Avatar universal
After getting second opinion and reviewing your comment I had my left eye IOL surgery on Feb 18th. It's been just about 4 days since.

My current right eye is plano with 6.5D IOL, advanced from slightly more from my 2 month followup of -0.25. My doctor and I chose my left IOL targeting -1.75 with 9.5D IOL(SEQ Ref -1.79).

I hoped my unbearable aniseikonia would be almost gone after surgery, but I still experience noticeable aniseikonia which is somewhat better to handle than before the surgery though. I have very good near vision with my left eye, I have very clear vision when I use my iphone or anything closer than 1 foot. But things get unclear soon after 1 1/2 foot, and everything is so fuzzy after. My right eye is seeing well from 3 feet and further(20/20).

With my both eyes open, due to the persisting aniseikonia things are not fused well. Mid-range activities like watching TV is not easy. I see very well with my right eye but I see almost nothing well with my left eye. I don't read big letters of 55 inch TV even from 5 feet apart. It affects all my intermediate and distance vision all together.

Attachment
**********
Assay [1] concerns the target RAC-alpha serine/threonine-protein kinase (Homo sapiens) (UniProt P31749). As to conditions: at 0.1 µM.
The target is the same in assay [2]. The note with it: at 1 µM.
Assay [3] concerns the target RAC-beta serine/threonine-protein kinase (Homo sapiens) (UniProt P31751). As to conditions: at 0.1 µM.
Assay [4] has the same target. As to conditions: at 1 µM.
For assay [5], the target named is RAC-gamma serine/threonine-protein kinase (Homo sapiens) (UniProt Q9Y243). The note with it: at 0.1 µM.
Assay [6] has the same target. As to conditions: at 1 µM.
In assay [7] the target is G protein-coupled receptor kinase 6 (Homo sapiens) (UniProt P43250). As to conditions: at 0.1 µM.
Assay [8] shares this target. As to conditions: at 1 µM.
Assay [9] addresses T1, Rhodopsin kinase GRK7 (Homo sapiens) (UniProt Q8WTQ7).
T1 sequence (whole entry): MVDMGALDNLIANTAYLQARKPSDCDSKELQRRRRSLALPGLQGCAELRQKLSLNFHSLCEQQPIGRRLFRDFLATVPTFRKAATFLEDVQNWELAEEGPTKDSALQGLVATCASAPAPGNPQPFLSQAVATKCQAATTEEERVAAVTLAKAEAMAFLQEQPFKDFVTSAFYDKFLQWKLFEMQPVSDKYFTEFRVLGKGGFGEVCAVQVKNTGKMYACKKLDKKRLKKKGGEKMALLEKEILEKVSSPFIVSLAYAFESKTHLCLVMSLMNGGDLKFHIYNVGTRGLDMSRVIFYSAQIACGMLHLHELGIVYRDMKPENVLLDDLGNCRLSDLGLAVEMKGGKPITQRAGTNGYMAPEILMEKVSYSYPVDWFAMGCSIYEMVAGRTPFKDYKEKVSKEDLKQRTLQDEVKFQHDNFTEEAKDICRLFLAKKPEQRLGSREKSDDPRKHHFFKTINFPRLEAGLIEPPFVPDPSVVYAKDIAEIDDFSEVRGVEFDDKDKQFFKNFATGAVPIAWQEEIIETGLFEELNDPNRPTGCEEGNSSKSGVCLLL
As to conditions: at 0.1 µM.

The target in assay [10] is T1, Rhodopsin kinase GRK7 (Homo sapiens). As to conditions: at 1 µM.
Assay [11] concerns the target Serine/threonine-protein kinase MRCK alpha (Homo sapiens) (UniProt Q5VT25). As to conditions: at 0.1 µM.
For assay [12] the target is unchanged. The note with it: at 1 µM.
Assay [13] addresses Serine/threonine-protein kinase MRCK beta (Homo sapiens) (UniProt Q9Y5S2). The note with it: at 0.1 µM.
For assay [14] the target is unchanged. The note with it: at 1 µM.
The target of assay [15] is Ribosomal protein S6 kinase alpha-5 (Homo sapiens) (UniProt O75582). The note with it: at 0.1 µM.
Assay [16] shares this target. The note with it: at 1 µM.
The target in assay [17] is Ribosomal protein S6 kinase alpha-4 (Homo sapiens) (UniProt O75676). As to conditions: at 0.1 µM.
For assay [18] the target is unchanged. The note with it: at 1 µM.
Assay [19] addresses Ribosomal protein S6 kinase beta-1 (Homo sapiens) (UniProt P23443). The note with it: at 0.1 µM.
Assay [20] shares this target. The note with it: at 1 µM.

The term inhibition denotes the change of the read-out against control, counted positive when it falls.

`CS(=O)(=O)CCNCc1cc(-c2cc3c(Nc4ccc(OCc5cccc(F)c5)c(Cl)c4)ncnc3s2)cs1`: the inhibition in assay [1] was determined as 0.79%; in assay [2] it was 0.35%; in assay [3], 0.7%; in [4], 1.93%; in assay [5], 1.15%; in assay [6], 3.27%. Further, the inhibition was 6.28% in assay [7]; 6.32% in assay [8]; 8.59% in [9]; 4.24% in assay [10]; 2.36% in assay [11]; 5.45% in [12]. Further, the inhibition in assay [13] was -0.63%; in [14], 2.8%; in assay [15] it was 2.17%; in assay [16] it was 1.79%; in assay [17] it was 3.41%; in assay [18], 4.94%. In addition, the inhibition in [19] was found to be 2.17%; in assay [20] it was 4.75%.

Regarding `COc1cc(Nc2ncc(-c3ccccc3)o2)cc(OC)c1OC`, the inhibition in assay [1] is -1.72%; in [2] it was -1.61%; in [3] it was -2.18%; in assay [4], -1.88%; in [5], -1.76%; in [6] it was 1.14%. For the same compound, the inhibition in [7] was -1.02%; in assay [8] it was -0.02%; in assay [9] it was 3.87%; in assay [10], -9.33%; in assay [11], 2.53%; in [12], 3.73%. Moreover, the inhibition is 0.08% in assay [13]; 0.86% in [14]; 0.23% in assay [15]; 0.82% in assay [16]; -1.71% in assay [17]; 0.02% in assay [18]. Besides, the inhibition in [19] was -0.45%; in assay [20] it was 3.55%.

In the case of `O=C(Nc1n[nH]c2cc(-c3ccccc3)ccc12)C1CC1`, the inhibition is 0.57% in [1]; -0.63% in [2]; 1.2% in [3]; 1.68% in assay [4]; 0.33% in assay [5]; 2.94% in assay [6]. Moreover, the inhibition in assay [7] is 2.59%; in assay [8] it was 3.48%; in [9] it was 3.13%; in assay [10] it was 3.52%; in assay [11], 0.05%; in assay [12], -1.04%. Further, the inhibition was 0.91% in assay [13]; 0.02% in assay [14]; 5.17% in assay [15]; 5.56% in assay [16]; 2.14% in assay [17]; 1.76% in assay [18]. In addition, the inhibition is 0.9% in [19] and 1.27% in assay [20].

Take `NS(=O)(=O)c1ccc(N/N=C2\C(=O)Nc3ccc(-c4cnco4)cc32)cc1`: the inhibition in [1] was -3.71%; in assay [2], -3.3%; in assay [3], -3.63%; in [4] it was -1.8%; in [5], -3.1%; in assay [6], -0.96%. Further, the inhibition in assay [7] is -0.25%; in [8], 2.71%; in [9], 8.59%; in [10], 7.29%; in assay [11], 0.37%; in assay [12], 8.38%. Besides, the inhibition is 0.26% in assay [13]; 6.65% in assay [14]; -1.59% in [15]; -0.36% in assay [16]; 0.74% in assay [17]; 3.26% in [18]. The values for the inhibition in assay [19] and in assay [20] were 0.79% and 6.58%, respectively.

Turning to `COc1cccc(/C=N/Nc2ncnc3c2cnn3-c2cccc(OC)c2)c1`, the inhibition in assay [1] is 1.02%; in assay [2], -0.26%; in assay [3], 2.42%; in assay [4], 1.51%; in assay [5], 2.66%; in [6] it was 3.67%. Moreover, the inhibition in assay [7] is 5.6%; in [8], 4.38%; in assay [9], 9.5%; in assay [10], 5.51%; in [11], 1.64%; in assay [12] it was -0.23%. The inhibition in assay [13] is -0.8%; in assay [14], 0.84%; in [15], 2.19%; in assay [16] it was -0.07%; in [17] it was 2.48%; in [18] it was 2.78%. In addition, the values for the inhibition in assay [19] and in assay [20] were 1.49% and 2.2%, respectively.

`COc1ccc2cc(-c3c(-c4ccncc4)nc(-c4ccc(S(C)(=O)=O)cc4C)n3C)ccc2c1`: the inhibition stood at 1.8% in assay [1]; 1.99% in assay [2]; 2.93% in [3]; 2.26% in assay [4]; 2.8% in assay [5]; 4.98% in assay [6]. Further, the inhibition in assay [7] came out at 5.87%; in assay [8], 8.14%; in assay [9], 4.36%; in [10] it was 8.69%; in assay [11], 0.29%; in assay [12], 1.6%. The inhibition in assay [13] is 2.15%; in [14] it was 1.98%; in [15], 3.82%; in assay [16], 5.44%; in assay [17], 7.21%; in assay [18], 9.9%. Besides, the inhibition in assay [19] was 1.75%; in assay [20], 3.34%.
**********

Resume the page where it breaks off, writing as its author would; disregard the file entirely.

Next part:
I am seeing my doctor in 3 week post op. If the difference of diopters is greater than 2 at the time and still have trouble seeing with both eyes after 3 weeks, what could be my best choice to correct or cope with this problem? My corneal thickness is 530 to 540 and I do not feel laser touch-ups is a good option(my doctor also told me the same even before left eye surgery). How about piggybag IOL or even IOL exchange? I know I need to wait at least 3 weeks after surgery to get my left eye diopter accurately but with moderate aniseikonia even after left eye surgery it makes me worried and feel need of informed. Thank you.
1 Comments
With a difference of only -1.75 you should not have significant aneisokonia. What you may be calling that is simply that neither eye is in focus at the same time and that's why its called monofocal. Moreover I suspect you may still have some cornea edema that is giving you more myopia than you will have in a week or two. I think it is far too early to be considering IOL exchange or piggyback IOLs.  Let the eye heal, let your brain get use to the mini-monofocal and also see how glasses work out to balance out the vision.  Look where you started with your high myopia. you are use to wearing glasses, your vision is far better without glasses now than its been for most of your life. Give it some time.  Most of the patients I've managed with similar refractive errors end up very happy 4-6 weeks post surgery.
Avatar universal
Yes, I will try to relax more and hope my brain adjusts to this new vision. After my first 3 week post-op visit I will update you how my visions are settled. I really appreciate your comment.
1 Comments
Also note how much brighter color vision is. Discuss with your surgeon. It generally gets much better. JCH MD